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Old 05-12-2007, 10:29 PM
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Management has it's advantages and disadvantages. This one's for guys / girls with experience. When a point needs to be addressed / issued....What's the best way to get the point across. I've been a d*ckhead / butthole towards employees when it comes to making sure a customer is taking care of.


What has worked for you?
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Old 05-12-2007, 10:30 PM
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Lead by example.
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Old 05-12-2007, 10:44 PM
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The very words Pop has been burning into my head since birth.



BTW...Lowes Food ran out of the good stuff. I'm dry tonight
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Old 05-12-2007, 11:36 PM
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If that doesn't work get your bullwhip out and get down.

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Old 05-12-2007, 11:38 PM
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Sometimes you gotta fire a few people to get the point across. The others get the idea then.
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Old 05-13-2007, 07:38 AM
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Lead by example is the best advice. I found this to work well on job sites but not as great in the office environment. One thing to keep in mind, is to try and bring out peoples strengths and negate their weeknesses. For example, if you have an employee who just has a hard time being cordial, don't put them on the front line with the customers. Make them clean toilets. By putting people in positions that exploit their strong points, you can avoid some potential problems.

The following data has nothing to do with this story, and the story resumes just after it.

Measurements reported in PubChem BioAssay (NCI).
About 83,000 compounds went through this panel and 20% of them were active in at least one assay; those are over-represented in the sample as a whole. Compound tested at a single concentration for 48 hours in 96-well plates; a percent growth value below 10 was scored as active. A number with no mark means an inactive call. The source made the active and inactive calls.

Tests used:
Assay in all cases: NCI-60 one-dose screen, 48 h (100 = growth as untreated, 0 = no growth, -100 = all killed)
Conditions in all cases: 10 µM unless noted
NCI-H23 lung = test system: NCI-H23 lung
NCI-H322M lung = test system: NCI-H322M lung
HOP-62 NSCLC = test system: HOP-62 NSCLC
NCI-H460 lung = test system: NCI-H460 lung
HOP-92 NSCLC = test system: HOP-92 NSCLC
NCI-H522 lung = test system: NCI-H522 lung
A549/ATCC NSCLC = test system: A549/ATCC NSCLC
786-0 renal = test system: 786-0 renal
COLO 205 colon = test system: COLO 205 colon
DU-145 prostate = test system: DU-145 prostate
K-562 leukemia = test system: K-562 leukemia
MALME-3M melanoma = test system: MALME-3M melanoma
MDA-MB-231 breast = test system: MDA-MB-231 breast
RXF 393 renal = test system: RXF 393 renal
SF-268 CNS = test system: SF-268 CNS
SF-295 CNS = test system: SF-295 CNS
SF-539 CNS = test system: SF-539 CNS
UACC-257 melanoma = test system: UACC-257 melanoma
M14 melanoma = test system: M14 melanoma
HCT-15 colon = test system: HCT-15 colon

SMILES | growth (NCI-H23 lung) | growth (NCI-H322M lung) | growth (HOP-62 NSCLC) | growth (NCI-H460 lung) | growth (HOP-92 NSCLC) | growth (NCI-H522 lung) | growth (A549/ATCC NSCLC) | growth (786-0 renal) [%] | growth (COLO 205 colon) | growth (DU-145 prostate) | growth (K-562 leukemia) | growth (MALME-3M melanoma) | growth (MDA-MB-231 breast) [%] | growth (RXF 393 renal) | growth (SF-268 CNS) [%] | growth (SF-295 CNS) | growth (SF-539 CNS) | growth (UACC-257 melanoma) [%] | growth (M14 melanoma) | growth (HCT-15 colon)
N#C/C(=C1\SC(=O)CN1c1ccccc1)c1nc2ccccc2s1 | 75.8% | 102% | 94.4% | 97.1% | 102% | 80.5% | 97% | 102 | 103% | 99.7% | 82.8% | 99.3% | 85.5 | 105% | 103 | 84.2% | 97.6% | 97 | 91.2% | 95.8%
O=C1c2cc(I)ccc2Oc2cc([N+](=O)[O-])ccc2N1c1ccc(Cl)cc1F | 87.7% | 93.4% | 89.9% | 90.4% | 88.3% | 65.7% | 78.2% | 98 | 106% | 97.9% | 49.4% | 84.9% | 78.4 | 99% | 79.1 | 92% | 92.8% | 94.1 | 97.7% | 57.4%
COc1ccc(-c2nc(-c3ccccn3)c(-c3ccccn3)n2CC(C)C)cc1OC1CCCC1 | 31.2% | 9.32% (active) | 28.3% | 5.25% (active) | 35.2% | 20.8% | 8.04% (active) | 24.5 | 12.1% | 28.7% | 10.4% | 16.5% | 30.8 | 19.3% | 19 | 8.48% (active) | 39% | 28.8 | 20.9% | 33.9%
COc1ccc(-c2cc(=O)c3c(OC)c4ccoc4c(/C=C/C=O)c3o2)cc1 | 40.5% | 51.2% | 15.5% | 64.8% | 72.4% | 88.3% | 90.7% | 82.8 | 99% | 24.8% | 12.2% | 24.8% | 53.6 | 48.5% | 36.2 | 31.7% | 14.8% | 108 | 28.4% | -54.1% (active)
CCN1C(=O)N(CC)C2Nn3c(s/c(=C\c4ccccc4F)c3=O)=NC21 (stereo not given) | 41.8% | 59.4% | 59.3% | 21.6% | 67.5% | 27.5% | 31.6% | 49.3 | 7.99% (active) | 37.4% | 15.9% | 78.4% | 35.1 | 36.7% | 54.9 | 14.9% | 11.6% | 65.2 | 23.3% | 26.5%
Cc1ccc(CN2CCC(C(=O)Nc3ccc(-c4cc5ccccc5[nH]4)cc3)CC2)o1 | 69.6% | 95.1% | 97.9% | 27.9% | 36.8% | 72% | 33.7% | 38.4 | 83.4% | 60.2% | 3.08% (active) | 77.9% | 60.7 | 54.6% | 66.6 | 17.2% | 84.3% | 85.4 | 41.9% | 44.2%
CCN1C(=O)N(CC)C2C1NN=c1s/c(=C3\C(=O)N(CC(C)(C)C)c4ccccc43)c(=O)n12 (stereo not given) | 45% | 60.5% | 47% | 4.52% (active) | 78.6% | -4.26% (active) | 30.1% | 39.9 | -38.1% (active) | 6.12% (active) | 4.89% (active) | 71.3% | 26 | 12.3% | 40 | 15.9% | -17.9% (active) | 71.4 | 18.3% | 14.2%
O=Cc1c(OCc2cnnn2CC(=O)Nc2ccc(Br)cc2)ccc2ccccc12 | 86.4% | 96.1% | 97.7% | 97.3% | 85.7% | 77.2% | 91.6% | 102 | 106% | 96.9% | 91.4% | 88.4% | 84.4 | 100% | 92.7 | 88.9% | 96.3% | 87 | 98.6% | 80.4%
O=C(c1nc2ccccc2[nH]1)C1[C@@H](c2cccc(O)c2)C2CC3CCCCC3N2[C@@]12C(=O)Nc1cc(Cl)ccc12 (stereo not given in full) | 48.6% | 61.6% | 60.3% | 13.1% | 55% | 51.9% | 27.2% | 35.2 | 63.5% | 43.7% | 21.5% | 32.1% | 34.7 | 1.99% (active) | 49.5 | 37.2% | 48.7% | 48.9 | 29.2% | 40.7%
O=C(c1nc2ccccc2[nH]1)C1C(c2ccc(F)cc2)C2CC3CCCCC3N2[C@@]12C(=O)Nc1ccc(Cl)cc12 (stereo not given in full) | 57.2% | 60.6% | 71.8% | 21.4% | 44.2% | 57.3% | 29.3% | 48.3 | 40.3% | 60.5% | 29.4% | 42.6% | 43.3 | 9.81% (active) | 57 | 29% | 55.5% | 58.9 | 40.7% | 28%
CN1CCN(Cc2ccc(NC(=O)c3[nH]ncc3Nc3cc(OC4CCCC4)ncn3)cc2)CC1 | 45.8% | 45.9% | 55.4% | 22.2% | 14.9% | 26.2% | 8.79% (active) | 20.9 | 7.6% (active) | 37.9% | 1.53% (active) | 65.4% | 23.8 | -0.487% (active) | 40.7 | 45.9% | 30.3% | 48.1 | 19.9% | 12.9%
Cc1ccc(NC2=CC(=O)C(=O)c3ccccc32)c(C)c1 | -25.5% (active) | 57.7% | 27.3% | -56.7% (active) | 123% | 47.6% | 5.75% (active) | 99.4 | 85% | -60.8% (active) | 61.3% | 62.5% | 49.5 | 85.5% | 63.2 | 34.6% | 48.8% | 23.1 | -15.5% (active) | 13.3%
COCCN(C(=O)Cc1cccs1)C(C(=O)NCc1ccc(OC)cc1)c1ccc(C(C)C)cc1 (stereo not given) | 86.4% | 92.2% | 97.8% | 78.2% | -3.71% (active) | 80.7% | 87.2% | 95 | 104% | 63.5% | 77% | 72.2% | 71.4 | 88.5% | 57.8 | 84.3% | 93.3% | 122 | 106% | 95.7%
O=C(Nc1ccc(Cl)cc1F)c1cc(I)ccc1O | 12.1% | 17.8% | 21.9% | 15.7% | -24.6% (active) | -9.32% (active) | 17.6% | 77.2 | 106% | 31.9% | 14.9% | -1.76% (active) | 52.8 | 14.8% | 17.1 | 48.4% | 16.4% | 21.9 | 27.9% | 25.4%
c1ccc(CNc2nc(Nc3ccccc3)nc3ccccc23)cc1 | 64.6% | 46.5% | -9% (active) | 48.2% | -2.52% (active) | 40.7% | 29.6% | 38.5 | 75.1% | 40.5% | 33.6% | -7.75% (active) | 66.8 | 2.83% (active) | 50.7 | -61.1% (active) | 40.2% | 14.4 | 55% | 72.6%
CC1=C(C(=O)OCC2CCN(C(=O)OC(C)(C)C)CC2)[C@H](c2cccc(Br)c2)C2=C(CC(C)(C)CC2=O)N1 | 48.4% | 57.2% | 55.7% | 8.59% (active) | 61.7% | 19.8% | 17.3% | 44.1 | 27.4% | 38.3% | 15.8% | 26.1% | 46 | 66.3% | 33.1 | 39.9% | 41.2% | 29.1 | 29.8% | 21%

Email is also a good way to get very strong points across and you are documenting yourself. Never get in a pissing match over email though because you never no who will see them.
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Old 05-13-2007, 07:52 AM
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Heel, my advise probably wouldn't be good in this situation. I've never had a job where I worked inside, I've always been outside. One thing that I can tell you that will always hold true is that there is some "good" in all people. It just boils down to how much "good" is in them. A couple other things that might apply is never, never criticize an employee in front of the others unless they are putting themselves or others in danger.

I'd never make it working inside cause I'd only hire good looking dumb blondes and I'd "discipline" them too often.
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Old 05-13-2007, 08:25 AM
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The employees need to understand that customer relations and service is EVERYTHING. They need to know that their jobs, income, and future depend upon the face the company shows the customers. If you get good reports from customers, pass them on to the people responsible. If you get complaints, pass those on as well, but in a positive way. Its an opportunity to address something that is in everyones best interest.

The people within the company who are not involved in the marketing sometimes fall into the old 'workman's syndrome' attitude, a wage earned for an hour spent on the job. Its easy for them to miss the big picture. Its up to management to make them understand that maintaining market share is very important. Where bonuses and pay raises, and advancement all come from.
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Old 05-13-2007, 08:34 AM
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Hi TH..I think that if a point is needed to be made about a single employee, then you do it behind closed doors. This way, only they have to hear you out and not the whole office. Assuming this is an office environment. If you think that everyone would benefit from your "news" , then I would do the email thing. Having worked a customer service business (IBM), I have probably seen it all. Bottom line, it is your job to make sure the customers are serviced properly! If you can't get it done with those folks you have, it may be time to recruit some new help!
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Old 05-13-2007, 04:30 PM